The high public profile of the Burrup Peninsula rock art site In the Pilbara region of Western Australia has been instrumental in securing research funding to create a rock art research data base. The research project being conducted by the University of Western Australia (UWA) Rock Art Research institute, with sponsorship from Rio Tinto, is likely to make a significant contribution to Aboriginal cultural heritage in the Pilbara. It will have value throughout the region assessing the significance of rock art and serving as a research data base (http://www.riotintoironore.com/ENG/communities/459_cultural_heritage.asp ).
The Burrup’s highly significant rock art has been the centre of public attention for many years now. The Burrup Peninsula is a major engine house for the Australian economy with significant industries including iron ore, natural gas, salt and fertilizer. There are big players involved such as Woodside and Rio Tinto. Their public profile and business interests make them key stakeholders in current and future resource developments that will impact on Aboriginal heritage sites. A positive public image on Aboriginal cultural heritage is in their best interest. Large scale developments, starting in the 1980s under less rigorous heritage regimes, have been the source of much controversy over the preceding years. The significance of the Burrup was never fully realised at the early stage of development (http://www.theage.com.au/news/national/garrett-steps-in-to-protect-ancient-pilbara-rock-art-from-mining/2008/04/04/1207249461244.html).
There is little surprise then, that rock art research in places like the Burrup can attract the type of Government protection and industry sponsored support that it does. Entered on the National Heritage Register, and with research projects financed by Rio Tinto and Woodside, the future of the Burrup rock art appears sound after years of doubt. Rock art is at the forefront of public perceptions of Aboriginal heritage. This can be seen by the huge growth in popularity of Aboriginal art in recent years. A recent press article on rock art funding saw it printed in the arts section of The Australian newspaper, indicating the public associate rock art with the arts rather than archaeology or Aboriginal heritage (http://www.theaustralian.com.au/arts/rio-funds-pilbara-rock-art-studies/story-e6frg8n6-1226315904586). Such is the popularity of rock art that the National Trust of Australia (WA) web site sees it as not just Indigenous heritage but Australian heritage commenting, ‘It is also important to note that National Heritage Listing of the Dampier Archipelago recognised the existence of heritage values for all Australians, and that it was not simply an indigenous (sic) heritage matter’ (http://www.burrup.org.au/Latest_Information.html). This could be interpreted as an appropriation of Aboriginal culture into settler culture, however wider community interest may lead to a more secure future for the Aboriginal cultural heritage on the Burrup.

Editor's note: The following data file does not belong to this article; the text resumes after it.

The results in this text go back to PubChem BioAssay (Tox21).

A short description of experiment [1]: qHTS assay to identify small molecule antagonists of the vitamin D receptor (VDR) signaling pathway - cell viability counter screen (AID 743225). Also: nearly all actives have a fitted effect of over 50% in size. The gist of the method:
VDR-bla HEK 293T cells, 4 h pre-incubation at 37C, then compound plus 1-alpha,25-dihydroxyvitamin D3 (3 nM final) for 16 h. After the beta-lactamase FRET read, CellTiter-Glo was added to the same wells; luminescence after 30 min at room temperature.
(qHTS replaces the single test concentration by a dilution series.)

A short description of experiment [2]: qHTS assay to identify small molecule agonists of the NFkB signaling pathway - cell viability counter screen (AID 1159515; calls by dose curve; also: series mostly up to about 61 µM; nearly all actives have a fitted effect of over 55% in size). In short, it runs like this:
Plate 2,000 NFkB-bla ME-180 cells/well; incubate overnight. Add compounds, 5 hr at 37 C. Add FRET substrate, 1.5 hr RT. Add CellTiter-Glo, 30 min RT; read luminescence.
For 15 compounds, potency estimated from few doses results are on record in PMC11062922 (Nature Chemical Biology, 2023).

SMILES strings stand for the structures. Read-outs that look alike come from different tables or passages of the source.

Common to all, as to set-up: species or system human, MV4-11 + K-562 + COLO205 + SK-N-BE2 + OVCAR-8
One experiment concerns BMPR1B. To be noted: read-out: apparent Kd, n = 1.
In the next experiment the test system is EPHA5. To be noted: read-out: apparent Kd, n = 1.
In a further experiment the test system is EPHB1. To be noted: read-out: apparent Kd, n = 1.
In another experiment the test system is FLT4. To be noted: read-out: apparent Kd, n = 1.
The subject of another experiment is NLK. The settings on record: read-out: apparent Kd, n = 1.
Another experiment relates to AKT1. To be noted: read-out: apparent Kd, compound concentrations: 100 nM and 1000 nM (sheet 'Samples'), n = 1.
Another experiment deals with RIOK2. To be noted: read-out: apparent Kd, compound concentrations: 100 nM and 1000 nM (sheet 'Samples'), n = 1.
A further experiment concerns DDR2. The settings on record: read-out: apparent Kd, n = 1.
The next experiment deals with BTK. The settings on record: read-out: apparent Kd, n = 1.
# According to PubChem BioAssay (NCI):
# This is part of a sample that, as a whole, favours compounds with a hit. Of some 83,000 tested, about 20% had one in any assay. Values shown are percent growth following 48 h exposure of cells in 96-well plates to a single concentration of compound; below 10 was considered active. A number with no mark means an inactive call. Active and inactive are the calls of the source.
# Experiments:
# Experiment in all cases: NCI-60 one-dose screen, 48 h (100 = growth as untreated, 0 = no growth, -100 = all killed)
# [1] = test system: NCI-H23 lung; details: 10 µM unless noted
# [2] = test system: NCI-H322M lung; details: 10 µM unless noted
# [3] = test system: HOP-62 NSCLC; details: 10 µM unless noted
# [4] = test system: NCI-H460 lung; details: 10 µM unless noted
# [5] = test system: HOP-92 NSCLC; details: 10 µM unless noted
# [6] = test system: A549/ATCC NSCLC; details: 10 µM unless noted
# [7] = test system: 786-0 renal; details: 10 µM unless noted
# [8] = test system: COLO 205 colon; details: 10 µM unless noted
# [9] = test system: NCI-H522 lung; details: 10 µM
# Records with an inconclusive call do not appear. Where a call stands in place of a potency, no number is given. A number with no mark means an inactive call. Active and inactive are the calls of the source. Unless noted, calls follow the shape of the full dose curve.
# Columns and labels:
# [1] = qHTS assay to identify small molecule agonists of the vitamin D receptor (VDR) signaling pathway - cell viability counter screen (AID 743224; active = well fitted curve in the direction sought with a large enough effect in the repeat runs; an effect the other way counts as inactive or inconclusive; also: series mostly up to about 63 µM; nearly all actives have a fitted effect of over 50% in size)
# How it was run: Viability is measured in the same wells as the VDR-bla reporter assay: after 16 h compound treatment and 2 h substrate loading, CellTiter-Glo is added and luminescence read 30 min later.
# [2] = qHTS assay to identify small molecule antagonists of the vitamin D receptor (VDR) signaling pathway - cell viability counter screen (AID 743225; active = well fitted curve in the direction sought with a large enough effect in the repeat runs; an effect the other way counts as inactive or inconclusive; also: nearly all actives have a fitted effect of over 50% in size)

If the popularity with Aboriginal culture through admiration of rock art can translate into research funding, as has been the case with Burrup rock art, then perhaps the same could apply for open site artefact scatters. Little is mentioned in the public arena of the open sites on the Burrup which coexist with the rock art. The two archaeological sites are not independent of each other but co-exist and are part of the same cultural landscape. It is argued open sites may have more to tell us about ancient Aboriginal people than rock shelters (Ryan and Morse 2009:6). Industry sponsored archaeological research is unusual in the Pilbara. Most archaeology is focused on statutory clearances requirements for mining developments. Consultant archaeologists, working under significant time restraints, primarily do site surveys and salvage prior to site destruction. This provides little information as to changes in the archaeological record over time and therefore insights into ancient Aboriginal peoples (Morse 2009:1-5; Marwick 2009:24).